A day after Fela’s 24th death anniversary, Uzor Maxim Uzoatu, in a Guardian column titled, “Fela the Spirit @ 24,” corroborates this when he noted that, “Many of Fela’s ideas are simply out of this world. He once told me that Nigeria could win the World Cup by placing a very mighty drum behind the opposing goalkeeper! I told him FIFA would not allow that, and he replied me thusly: ‘But how would FIFA see it?’”

In Fela, to draw a comparison as regards the influence of their music in their national and black activism, Moore draws a parallel between Kuti, James Brown, and Bob Marley. Moore notes that, “Marley’s  antiestablishment  reggae  had  tapped  a  worldwide  market  while Fela’s  equally  defiant  Afrobeat  remained  cloistered  in  the  steamy  slums  of Lagos.” He also says that, “Brown and Marley were the only twentieth-century musicians to have electrified the world with explicitly antiestablishment and unapologetically ghetto-inspired black music. But the Godfather of Soul and the Pope of Reggae confined their subversive onslaught to metaphorical allusions.  Marley’s attacks on Babylon were couched in cryptic philosophical  allusions.” In Moore’s honest analysis, Fela, although largely good-willed and kind-hearted, proved too naïve and undiplomatic for a— and I must add — Western-educated Nigerian. Governmental as well as musical politics, whether corrupt or not, goes side by side with diplomacy, and Fela was not ready to understand any of that. Moore describes it in this way: “Fela’s  continuing  refusal  to compromise  with  the  demands  of  the  international  music  cartels  was  a significant  factor  in  preventing  those  tours  from  having  global repercussions.” Fela viewed Bob Marley’s global success as an “anomaly.”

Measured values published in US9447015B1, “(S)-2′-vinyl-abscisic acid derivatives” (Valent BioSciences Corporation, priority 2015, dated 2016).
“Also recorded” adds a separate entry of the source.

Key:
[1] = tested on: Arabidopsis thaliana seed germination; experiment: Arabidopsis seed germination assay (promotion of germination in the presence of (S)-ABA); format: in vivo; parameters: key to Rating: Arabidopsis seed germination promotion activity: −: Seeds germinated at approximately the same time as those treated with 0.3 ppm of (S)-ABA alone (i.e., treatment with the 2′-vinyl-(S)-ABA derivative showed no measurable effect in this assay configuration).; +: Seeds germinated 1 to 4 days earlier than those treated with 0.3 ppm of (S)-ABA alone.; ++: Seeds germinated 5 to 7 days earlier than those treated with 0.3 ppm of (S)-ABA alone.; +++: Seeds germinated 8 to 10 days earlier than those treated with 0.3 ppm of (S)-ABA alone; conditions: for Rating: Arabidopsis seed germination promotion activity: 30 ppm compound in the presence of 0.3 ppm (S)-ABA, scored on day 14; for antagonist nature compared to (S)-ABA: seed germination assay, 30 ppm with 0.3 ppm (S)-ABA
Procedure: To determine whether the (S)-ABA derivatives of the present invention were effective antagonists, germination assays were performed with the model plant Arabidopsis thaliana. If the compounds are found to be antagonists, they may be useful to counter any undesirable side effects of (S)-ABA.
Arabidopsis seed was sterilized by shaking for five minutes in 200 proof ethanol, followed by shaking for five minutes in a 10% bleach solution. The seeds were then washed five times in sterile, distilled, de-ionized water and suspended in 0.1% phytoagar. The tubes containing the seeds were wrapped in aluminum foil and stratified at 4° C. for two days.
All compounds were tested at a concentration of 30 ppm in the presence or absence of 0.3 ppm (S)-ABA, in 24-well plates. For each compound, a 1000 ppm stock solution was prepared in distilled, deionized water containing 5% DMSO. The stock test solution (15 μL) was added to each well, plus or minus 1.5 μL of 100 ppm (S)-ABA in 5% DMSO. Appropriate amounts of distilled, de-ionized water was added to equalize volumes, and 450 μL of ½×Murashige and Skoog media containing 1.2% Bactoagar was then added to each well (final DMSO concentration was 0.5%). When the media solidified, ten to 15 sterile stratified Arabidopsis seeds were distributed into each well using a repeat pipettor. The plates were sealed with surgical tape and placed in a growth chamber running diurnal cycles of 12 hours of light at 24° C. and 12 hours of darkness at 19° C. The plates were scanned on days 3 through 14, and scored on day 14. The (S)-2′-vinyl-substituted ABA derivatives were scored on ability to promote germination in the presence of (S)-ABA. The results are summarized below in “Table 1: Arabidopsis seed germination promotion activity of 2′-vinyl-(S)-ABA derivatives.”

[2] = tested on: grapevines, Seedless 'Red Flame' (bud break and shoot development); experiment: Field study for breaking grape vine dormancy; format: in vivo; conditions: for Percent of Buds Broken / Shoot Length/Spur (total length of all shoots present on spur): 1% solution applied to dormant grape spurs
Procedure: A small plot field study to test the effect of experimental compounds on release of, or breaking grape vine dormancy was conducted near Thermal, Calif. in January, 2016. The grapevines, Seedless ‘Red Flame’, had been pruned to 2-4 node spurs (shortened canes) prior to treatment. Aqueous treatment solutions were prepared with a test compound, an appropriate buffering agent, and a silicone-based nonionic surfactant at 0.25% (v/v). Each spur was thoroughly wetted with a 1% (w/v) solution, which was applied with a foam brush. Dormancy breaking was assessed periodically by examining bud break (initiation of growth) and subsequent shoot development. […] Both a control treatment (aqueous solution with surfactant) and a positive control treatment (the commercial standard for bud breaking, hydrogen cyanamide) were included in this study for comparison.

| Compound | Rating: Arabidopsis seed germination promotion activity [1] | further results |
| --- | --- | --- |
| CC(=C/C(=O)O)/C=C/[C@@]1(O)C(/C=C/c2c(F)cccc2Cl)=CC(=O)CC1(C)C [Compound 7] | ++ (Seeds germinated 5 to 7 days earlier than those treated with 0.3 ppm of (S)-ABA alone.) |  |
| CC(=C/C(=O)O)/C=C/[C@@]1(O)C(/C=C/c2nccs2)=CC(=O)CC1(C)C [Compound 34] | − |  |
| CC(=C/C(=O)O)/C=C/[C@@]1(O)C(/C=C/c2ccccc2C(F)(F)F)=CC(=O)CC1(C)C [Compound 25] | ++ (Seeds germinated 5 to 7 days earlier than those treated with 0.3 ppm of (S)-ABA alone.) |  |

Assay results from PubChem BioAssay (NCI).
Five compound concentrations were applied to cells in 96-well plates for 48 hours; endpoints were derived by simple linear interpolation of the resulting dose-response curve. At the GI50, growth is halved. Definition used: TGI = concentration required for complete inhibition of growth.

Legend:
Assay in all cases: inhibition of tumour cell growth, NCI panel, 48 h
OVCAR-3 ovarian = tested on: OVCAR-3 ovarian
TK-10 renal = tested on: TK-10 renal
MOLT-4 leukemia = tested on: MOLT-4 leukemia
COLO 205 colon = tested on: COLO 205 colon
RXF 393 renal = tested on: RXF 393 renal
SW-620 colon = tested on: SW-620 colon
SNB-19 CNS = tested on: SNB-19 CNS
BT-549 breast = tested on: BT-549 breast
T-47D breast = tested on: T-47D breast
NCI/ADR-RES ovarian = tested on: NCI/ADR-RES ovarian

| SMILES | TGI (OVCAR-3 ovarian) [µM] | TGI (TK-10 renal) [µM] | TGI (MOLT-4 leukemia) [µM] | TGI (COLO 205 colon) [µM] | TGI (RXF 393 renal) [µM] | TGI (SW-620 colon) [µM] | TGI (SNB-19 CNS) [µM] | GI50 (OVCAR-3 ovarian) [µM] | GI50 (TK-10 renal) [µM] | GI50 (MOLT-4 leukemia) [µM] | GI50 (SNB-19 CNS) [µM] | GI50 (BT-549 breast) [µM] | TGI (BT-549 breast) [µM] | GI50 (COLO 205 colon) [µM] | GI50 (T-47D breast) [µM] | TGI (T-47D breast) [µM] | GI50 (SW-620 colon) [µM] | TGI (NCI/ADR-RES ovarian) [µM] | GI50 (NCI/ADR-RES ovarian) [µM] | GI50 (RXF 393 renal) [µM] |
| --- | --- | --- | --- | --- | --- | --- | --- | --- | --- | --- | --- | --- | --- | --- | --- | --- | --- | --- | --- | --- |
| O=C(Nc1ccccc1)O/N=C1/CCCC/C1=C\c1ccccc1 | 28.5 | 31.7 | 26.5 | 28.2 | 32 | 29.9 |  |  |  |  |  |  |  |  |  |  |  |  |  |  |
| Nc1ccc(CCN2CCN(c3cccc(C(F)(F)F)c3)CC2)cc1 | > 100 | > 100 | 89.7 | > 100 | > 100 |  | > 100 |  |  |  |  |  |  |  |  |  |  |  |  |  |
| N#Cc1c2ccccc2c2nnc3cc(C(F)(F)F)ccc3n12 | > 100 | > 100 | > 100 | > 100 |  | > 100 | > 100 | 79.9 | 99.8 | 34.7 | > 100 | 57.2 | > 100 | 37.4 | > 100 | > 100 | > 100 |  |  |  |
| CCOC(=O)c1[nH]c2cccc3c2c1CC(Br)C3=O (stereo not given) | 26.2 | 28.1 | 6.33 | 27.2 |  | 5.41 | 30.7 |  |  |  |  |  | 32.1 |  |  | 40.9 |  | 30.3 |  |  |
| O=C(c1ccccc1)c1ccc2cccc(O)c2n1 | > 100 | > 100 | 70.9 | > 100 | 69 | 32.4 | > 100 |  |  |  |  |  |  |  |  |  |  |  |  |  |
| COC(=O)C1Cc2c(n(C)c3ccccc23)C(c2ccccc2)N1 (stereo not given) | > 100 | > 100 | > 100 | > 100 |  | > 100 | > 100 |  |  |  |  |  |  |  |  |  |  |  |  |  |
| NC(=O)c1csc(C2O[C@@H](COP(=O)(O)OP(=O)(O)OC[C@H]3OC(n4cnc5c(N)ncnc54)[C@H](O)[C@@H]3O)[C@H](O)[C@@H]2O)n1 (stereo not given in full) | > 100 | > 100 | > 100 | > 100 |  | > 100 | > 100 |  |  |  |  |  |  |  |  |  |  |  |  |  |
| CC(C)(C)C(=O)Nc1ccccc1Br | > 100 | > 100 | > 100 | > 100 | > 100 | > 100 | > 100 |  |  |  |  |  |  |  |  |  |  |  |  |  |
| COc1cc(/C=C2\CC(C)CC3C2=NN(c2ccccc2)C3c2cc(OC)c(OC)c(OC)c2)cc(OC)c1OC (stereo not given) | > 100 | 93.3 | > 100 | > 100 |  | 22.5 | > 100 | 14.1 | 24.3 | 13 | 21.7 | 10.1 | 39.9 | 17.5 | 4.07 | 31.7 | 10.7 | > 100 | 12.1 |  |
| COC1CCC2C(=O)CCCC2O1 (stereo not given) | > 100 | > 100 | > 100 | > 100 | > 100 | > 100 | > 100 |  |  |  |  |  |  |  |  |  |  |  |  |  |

Perhaps, if Fela was less unyielding and more practical, he would not have suffered so much, and he would have gained much more than he lost. Moore notes further that Fela died “a poor man.” Before Fela died, Moore revealed that he ended up “a tormented pessimist who, during his appearances at the Shrine, looked tired and haggard.” This should not have been the case of Africa’s biggest, most vocal and humane musical voice who would contribute so much to global music in the coming decades. However, this predicament is attributed largely to Fela’s reliance, at the tail end of his life, on his Ghanaian spiritual consultant and instructor, the mystic, Kwaku Addai, also known as Professor Hindu, who gains more success in enchanting Kalakuta Republic with querulous spectres, notably Fela’s recently deceased mother, Funmilayo. 

Fela’s biography ends on a round of prophetic notes. Starting with the pseudo and legitimate prophesies by Fela’s wives, we come to a climax in Prophet Unarmed where Fela, in a flurry of thoughts, enters into a trance. In it, he predicts what the future of the earth would be.